How to become a successful owner operator

How to become a successful owner operator

Perhaps the time has come for you to launch your own business and become an owner-operator. Maybe you’ve driven for a company and are ready to venture out on your own, or perhaps a family member has had a positive experience with being a driver.

No matter what motivation fuels your desire to start your own trucking business, there are factors you need to understand that are specific to the trucking and transportation industry.

To help you better understand the ins-and-outs of becoming a successful owner-operator, we came up with this comprehensive guide.

In this guide, we will cover almost everything you need to know about becoming a successful owner-operator. Here are the topics that we’ll cover:

Who is an owner-operator?

The Owner-Operator Independent Drivers Association (OOIDA) answers the question, “who is an owner-operator” with this definition:

“An owner-operator is a business owner who owns a tractor and, on other occasions, a trailer or fleet of trailers.”

Owner-operators are independent freight transport drivers that run their transportation business with their own vehicles. They can also lease out their services but still use their trailers.

Owner-operators manage the day-to-day operations of their business on their own. An owner-operator may act as a driver and/or an employer at the same time.

Owner-operator vs. independent contractor vs. company driver

Owner-operators have businesses attached to their names and can operate under their authority. This means they can lawfully deliver cargo on their own without being hired by a company.

Their duties may include:

  • Loading and unloading their vehicles
  • Identifying routes
  • Planning and scheduling pickups and deliveries
  • Transporting goods as per the contract terms
  • Vehicle maintenance and repairs
  • Keeping tax records
  • Securing licenses and insurances, etc.

Owner-operator vs. Independent contractor

All owner-operators are independent contractors. However, not all independent contractors are owner-operators.

Independent contractors are drivers who enter agreements with carrier companies to grant them operating authority and guaranteed loads for the entire contract period.

Contractors (who are not owner-operators) do not possess commercial vehicles but lease them from the contracting carrier company. Unlike company drivers, contractors are not employees and do not receive the same benefits typical workers do. In exchange for the authority and sure hauls, and as part of the terms of their agreement, independent contractors often give a portion of their revenues to the carriers.

Owner-operator vs. Company driver

Company drivers (also known as employee drivers) do not own the commercial vehicles they’re using. Instead, they work to operate them for a carrier company as a hired driver. 

The company provides the truck and pays for the vehicle acquisition, insurance, maintenance, and repairs.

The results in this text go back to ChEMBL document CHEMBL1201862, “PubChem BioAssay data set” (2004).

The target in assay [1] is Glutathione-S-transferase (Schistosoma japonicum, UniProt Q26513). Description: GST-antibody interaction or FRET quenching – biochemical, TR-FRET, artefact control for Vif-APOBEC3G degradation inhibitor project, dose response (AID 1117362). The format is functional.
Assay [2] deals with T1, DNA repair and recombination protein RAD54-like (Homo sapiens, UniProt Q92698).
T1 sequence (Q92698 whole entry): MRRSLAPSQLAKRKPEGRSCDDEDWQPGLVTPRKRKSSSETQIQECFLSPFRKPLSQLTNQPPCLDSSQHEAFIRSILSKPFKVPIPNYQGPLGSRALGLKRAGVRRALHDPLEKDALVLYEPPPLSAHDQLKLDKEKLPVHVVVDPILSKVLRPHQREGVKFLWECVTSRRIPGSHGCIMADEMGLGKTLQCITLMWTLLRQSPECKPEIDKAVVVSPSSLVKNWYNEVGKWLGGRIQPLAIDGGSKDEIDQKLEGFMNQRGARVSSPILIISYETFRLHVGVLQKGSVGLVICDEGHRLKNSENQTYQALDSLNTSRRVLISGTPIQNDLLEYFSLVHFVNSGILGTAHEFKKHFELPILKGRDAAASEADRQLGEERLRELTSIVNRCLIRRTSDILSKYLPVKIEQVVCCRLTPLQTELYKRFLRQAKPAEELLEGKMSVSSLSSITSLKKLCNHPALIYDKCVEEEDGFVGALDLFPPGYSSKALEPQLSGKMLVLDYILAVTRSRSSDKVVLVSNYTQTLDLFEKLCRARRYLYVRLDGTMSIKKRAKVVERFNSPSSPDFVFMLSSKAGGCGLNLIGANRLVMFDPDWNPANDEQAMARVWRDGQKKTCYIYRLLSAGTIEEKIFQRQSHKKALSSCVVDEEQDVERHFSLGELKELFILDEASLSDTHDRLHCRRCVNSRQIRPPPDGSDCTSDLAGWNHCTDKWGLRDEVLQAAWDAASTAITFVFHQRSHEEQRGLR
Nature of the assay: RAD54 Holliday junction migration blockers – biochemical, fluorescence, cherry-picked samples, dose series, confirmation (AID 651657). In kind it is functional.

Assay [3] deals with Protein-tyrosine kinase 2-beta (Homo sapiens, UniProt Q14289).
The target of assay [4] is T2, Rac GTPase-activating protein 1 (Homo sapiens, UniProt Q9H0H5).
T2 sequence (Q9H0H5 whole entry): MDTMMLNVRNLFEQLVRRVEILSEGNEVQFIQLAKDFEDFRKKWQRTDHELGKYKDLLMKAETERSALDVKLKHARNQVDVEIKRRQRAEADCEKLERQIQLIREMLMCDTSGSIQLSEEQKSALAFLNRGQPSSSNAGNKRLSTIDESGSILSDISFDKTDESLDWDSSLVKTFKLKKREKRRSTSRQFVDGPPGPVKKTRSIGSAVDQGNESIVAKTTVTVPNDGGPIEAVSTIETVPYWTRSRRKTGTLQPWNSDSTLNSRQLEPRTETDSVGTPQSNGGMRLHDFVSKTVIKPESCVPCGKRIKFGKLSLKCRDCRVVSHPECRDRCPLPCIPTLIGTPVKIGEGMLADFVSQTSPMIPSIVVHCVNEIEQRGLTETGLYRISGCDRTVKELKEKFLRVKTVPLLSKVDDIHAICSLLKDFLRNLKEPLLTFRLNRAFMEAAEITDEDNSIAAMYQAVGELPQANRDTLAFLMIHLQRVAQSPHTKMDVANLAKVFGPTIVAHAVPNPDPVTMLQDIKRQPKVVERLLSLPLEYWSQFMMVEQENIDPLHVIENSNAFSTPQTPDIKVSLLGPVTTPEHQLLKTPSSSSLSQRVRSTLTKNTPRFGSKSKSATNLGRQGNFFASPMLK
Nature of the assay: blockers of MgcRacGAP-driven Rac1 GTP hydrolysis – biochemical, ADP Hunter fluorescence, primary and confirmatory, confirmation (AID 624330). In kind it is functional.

Benefits of being an owner-operator

Working as owner-operators in an industry with numerous carrier companies makes many of them beam with pride. It’s certainly an exciting and rewarding business venture for many.

Here are some of the major benefits of being an owner-operator.

1. Acquiring your preferred vehicles and equipment

Some company drivers share vehicles and are not assigned with rigs — but not owner-operators. Owner operators retain full control over the types of vehicles they want to acquire and use as they like.

2. Increased control over your income

Owner operators can earn up to $221,000 per year.

If you can hustle well, master and monitor the industry trends, and negotiate effectively, then owning a trucking business can be a fruitful venture. As an independent owner-operator, you have more control over your income and how you want to scale your business and increase revenues.

3. Being your own boss

Being your own boss and the freedom that comes with it is a big deal to many drivers. You don’t need to contest for bonuses, insurance, and salary increases or even request permission for ride-along (such as family members and pets). 

You even get more flexibility in your on-duty and off-duty hours. As your own boss, you can go on vacations or spend more quality time with your family if you reach your target profit ahead of schedule.

4. More opportunities to widen your network

When you own your trucking company, you can get numerous networking opportunities. As people get to know you as an owner-operator, they will keep you in mind for possible business partnerships. 

On the other hand, there are also some challenges that owner operators face. For example, start-up expenses, finding loads, shouldering financial responsibilities, and ensuring compliance with different regulations.

How to become an owner operator

If you want to become an owner operator, you will have to go through a few hoops.